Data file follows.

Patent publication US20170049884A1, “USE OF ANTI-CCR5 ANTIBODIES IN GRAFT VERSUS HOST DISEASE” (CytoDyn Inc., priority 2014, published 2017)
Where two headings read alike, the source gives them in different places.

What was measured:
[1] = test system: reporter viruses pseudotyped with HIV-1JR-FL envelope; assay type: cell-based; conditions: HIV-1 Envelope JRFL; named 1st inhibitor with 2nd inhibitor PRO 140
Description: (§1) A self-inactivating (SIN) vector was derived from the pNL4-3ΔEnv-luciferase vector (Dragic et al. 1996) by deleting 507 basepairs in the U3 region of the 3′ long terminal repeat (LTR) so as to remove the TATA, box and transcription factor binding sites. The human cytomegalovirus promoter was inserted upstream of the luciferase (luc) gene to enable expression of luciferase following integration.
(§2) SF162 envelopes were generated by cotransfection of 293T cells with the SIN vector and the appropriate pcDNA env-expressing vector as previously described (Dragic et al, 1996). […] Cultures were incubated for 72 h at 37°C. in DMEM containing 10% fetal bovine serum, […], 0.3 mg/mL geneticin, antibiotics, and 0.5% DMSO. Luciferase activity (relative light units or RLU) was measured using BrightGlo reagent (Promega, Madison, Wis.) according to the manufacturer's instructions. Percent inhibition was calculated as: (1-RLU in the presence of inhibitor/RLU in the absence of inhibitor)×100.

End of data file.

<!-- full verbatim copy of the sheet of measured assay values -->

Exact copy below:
Patent publication US20170049884A1, “USE OF ANTI-CCR5 ANTIBODIES IN GRAFT VERSUS HOST DISEASE” (CytoDyn Inc., priority 2014, published 2017)
Where two headings read alike, the source gives them in different places.

What was measured:
[1] = test system: reporter viruses pseudotyped with HIV-1JR-FL envelope; assay type: cell-based; conditions: HIV-1 Envelope JRFL; named 1st inhibitor with 2nd inhibitor PRO 140
Description: (§1) A self-inactivating (SIN) vector was derived from the pNL4-3ΔEnv-luciferase vector (Dragic et al. 1996) by deleting 507 basepairs in the U3 region of the 3′ long terminal repeat (LTR) so as to remove the TATA, box and transcription factor binding sites. The human cytomegalovirus promoter was inserted upstream of the luciferase (luc) gene to enable expression of luciferase following integration.
(§2) SF162 envelopes were generated by cotransfection of 293T cells with the SIN vector and the appropriate pcDNA env-expressing vector as previously described (Dragic et al, 1996). […] Cultures were incubated for 72 h at 37°C. in DMEM containing 10% fetal bovine serum, […], 0.3 mg/mL geneticin, antibiotics, and 0.5% DMSO. Luciferase activity (relative light units or RLU) was measured using BrightGlo reagent (Promega, Madison, Wis.) according to the manufacturer's instructions. Percent inhibition was calculated as: (1-RLU in the presence of inhibitor/RLU in the absence of inhibitor)×100.